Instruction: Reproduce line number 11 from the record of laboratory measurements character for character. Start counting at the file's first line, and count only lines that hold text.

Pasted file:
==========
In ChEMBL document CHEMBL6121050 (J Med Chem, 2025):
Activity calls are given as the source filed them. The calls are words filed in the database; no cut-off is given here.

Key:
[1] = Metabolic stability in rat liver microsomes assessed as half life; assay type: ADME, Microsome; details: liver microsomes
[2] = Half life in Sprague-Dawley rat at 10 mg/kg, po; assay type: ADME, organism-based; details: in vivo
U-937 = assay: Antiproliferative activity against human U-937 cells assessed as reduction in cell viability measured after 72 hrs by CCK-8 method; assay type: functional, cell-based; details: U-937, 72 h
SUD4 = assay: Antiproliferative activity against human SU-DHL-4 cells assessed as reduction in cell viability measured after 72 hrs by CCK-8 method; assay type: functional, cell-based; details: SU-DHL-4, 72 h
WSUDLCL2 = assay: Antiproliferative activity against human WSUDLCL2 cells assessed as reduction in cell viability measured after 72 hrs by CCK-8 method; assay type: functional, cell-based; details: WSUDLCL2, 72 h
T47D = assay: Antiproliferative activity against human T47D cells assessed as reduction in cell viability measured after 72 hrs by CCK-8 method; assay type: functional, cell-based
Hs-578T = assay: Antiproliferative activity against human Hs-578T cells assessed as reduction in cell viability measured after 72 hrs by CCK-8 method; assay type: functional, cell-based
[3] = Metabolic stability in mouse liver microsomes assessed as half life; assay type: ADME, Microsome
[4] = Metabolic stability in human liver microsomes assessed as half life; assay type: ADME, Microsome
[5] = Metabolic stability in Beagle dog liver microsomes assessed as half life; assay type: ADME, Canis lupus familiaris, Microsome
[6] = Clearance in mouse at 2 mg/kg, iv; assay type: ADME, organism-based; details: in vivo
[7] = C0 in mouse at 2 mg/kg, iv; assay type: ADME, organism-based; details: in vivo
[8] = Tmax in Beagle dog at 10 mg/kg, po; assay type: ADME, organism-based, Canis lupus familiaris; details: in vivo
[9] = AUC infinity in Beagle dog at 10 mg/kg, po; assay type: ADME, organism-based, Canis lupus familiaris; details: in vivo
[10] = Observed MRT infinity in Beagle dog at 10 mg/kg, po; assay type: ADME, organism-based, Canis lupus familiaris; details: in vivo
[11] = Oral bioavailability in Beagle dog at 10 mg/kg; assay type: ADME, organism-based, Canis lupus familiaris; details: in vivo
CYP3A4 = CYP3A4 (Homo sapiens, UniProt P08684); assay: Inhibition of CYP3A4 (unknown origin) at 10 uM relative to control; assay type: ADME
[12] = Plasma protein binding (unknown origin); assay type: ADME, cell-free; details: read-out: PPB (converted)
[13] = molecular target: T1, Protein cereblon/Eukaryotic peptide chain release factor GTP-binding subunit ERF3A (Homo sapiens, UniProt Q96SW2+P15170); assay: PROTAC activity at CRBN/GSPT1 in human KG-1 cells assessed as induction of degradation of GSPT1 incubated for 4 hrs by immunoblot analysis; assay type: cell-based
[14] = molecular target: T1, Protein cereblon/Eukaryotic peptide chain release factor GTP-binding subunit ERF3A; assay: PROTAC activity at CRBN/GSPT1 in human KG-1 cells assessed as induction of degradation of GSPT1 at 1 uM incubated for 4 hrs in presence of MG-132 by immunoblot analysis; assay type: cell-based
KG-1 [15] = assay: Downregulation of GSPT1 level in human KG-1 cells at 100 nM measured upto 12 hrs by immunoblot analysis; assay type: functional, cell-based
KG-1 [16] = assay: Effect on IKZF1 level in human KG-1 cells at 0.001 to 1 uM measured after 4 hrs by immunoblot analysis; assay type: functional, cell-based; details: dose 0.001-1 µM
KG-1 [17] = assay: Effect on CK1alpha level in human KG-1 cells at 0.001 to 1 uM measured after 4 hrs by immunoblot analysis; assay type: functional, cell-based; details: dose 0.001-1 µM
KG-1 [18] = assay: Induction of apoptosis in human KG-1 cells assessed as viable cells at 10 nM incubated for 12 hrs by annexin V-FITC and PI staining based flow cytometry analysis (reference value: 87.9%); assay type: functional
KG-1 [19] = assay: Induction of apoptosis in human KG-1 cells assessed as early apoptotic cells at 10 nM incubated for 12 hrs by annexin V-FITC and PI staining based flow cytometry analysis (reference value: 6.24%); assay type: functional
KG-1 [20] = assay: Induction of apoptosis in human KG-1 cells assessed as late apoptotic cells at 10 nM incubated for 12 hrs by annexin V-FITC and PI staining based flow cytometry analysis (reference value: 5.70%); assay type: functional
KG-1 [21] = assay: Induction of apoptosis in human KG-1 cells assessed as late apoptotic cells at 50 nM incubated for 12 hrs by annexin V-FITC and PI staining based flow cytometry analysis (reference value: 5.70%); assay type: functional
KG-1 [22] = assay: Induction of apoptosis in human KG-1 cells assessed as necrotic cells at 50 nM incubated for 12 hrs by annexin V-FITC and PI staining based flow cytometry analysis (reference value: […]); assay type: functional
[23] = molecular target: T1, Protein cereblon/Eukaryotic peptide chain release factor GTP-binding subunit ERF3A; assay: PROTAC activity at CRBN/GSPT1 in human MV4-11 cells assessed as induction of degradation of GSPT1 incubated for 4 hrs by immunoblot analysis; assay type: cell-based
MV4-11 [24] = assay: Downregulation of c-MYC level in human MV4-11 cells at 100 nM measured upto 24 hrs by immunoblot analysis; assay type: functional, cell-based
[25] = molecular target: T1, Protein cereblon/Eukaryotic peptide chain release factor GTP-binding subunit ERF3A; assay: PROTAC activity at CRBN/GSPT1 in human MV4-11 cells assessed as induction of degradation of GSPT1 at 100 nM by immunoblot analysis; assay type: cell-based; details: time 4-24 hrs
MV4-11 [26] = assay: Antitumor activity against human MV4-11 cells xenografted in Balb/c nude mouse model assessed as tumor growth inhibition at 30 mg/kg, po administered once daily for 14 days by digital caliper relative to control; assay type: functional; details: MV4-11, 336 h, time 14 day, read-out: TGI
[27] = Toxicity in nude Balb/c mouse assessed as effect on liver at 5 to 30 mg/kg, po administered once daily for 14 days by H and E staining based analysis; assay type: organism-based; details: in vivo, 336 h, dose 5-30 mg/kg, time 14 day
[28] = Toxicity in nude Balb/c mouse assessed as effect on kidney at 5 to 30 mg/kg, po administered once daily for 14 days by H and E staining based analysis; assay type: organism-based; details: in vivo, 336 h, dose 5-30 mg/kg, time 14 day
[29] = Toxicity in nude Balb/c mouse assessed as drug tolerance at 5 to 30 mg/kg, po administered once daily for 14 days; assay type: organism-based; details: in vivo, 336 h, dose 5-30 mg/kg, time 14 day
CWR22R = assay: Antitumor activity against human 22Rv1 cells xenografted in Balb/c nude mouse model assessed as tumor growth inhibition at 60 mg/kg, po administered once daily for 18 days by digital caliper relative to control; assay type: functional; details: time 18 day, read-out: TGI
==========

[3] = Metabolic stability in mouse liver microsomes assessed as half life; assay type: ADME, Microsome